Research data management is a core aspect of Esther’s career, and she’s particularly passionate about sharing research data. More than a simple interest in the topic, for Esther, it’s a real conviction. “Making research data and publications openly accessible can help to resolve crises, and help to resolve them more quickly. The rapid scientific progress on COVID was possible because of data sharing.” Starting in 2013, Esther began examining questions about managing and sharing data, such as how, when and if data should be shared, under what conditions, and how to ensure that others could make best use of the data. This process of reflexion led to the development of Data Partage, a website to exchange best practices, and Data INRAE. The aim was twofold: to create a space, outside of thematic reference data warehouses, where all of INRAE’s scientific data could be compiled and shared, and to develop a catalogue of INRAE data. Through Data INRAE, Esther and her teams have developed a tool that makes data more accessible, interoperable and reusable. She is also active at the international level, participating in the Research Data Alliance, an international organisation with over 7,100 members, researchers and science data professionals in 137 countries, to develop collective data sharing systems. Esther is a leader in the field, and is changing the game. Operationally, she has spearheaded the introduction of digital object identifiers (DOI) for datasets within INRAE, which allows the data sets to be cited in the same way as other scientific publications such as journal articles. Strategically, her work has informed INRAE’s data management policies. Recognised as an expert in her field, Esther and her teams have been entrusted with the management of an ambitious national project to develop a data repository for all universities and research institutes in France. The project is set to launch in spring 2022.
Sharing is caring
In 2017, Esther became director of the Delegation for Scientific and Technical Information (DIST) at INRA. When INRA And IRSTEA merged in 2020, she became the head of the digital technology for science team at INRAE, overseeing 23 full-time staff. Esther is passionate about her work, and draws inspiration from her interactions with other people. “Having a single point of view on a subject is problematic. The more involved you are in strategic thinking, the more important it becomes to consider different points of view.” And considering different points of view is easy for Esther, as she is always interacting with her science and technical data colleagues, with scientists and with other open-science stakeholders. “It’s an ongoing opportunity for professional — and personal — development.”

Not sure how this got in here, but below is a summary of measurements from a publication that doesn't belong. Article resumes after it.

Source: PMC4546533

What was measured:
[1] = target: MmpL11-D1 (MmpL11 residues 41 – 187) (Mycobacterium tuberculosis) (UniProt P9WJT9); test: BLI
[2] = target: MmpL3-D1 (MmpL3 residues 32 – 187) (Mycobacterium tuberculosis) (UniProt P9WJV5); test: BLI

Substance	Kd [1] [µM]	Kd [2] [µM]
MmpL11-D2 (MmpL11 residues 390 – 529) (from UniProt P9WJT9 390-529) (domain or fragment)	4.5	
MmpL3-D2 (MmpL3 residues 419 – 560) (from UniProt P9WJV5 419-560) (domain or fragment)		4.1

“INRAE is more than just a job; it’s a family. It offers you the opportunity to pursue training or to change your role. I feel as though I’ve had so many different careers all while staying in one place!”
Esther continues to be involved in numerous activities, including the EOSC-Pillar Project, where she is managing a case study to test the incorporation of INRAE’s data and infrastructure resources into the European cloud for open science. Esther and her teams are also working with the Directorate for Information Systems (DSI) to develop a new on-demand service at INRAE. The goal is to offer shared infrastructure resources (networks, computing power, storage capacity) in order to increase the flexibility, effectiveness and strategic value of research teams.
Esther is also supporting the creation of a network of data specialists within INRAE to develop a community of practice for data. “The aim is to build capacity in this area and to develop shared tools and spaces that support researchers onsite.”
THE INRAE AWARD, AN ACCOMPLISHMENT AND AN HONOUR
“Receiving an award is very gratifying. It’s also a recognition from INRAE of all my work and of all the work that goes on behind the scenes every day with my colleagues. Without my team, I would never be able to carry out all these projects.” Without Esther’s strategic vision, ambition and perseverance, however, the projects would surely not have been the same.
48 years old, maried, with two children
2020: head of the digital technology for science team of the Directorate for Open Science (DipSO) at INRAE
2017–2019: director of the Delegation for Scientific and Technical Information (DIST)
2016–2017: executive certificate in big data for business, CentraleSupélec, Paris
2012–2017: project manager, project design assistance, coordinator of research data skills resource centre, DIST
2005–2011: research and development engineer for applications, DIST, INRA
2002–2005: senior database engineer for BioGenOuest information system, IRISA, INRIA
2002: university degree with specialisation in research, information and communication systems, business intelligence focus, ISIMA, Clermont-Ferrand
2000: computer science degree, Institut Africain d’Informatique (IAI – African Computer Science Institute), Libreville
1996: programming and analysis degree, Institut Africain d’Informatique (IAI - African Computer Science Institute), Libreville
- Hobby: likes to walk in her free time